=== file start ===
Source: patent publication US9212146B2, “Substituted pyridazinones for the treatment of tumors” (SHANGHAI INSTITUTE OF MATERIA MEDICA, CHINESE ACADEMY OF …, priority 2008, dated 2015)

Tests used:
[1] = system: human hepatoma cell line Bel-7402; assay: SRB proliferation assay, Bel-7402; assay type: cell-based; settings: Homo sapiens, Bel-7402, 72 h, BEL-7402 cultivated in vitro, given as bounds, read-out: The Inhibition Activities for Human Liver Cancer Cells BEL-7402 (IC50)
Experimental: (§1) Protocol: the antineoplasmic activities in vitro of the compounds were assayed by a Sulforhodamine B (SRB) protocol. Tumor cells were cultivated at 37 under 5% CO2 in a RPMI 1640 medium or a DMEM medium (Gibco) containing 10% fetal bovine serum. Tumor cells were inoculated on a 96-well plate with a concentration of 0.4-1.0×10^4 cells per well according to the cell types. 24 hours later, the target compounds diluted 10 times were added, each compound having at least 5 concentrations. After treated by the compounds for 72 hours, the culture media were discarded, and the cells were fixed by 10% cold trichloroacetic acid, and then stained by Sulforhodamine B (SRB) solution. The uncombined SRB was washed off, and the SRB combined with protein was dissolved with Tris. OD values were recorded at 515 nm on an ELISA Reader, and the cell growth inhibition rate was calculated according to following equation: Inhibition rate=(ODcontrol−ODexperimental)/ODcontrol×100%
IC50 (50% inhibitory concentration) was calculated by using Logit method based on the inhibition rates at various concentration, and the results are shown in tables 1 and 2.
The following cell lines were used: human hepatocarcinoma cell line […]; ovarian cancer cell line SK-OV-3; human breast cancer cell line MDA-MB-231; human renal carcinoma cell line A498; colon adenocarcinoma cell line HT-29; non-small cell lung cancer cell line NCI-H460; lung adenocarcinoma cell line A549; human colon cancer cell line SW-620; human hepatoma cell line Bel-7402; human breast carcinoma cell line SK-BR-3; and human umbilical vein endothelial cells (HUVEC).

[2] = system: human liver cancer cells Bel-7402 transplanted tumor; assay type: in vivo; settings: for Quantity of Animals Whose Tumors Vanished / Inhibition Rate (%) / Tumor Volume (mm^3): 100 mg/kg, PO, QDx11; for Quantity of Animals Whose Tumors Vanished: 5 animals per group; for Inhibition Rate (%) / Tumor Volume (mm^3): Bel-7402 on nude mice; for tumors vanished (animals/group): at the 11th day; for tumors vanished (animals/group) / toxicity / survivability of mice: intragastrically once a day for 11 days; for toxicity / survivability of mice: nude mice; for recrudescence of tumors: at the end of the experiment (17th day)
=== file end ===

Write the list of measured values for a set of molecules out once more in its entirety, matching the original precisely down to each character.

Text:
Source: patent publication US9212146B2, “Substituted pyridazinones for the treatment of tumors” (SHANGHAI INSTITUTE OF MATERIA MEDICA, CHINESE ACADEMY OF …, priority 2008, dated 2015)

Tests used:
[1] = system: human hepatoma cell line Bel-7402; assay: SRB proliferation assay, Bel-7402; assay type: cell-based; settings: Homo sapiens, Bel-7402, 72 h, BEL-7402 cultivated in vitro, given as bounds, read-out: The Inhibition Activities for Human Liver Cancer Cells BEL-7402 (IC50)
Experimental: (§1) Protocol: the antineoplasmic activities in vitro of the compounds were assayed by a Sulforhodamine B (SRB) protocol. Tumor cells were cultivated at 37 under 5% CO2 in a RPMI 1640 medium or a DMEM medium (Gibco) containing 10% fetal bovine serum. Tumor cells were inoculated on a 96-well plate with a concentration of 0.4-1.0×10^4 cells per well according to the cell types. 24 hours later, the target compounds diluted 10 times were added, each compound having at least 5 concentrations. After treated by the compounds for 72 hours, the culture media were discarded, and the cells were fixed by 10% cold trichloroacetic acid, and then stained by Sulforhodamine B (SRB) solution. The uncombined SRB was washed off, and the SRB combined with protein was dissolved with Tris. OD values were recorded at 515 nm on an ELISA Reader, and the cell growth inhibition rate was calculated according to following equation: Inhibition rate=(ODcontrol−ODexperimental)/ODcontrol×100%
IC50 (50% inhibitory concentration) was calculated by using Logit method based on the inhibition rates at various concentration, and the results are shown in tables 1 and 2.
The following cell lines were used: human hepatocarcinoma cell line […]; ovarian cancer cell line SK-OV-3; human breast cancer cell line MDA-MB-231; human renal carcinoma cell line A498; colon adenocarcinoma cell line HT-29; non-small cell lung cancer cell line NCI-H460; lung adenocarcinoma cell line A549; human colon cancer cell line SW-620; human hepatoma cell line Bel-7402; human breast carcinoma cell line SK-BR-3; and human umbilical vein endothelial cells (HUVEC).

[2] = system: human liver cancer cells Bel-7402 transplanted tumor; assay type: in vivo; settings: for Quantity of Animals Whose Tumors Vanished / Inhibition Rate (%) / Tumor Volume (mm^3): 100 mg/kg, PO, QDx11; for Quantity of Animals Whose Tumors Vanished: 5 animals per group; for Inhibition Rate (%) / Tumor Volume (mm^3): Bel-7402 on nude mice; for tumors vanished (animals/group): at the 11th day; for tumors vanished (animals/group) / toxicity / survivability of mice: intragastrically once a day for 11 days; for toxicity / survivability of mice: nude mice; for recrudescence of tumors: at the end of the experiment (17th day)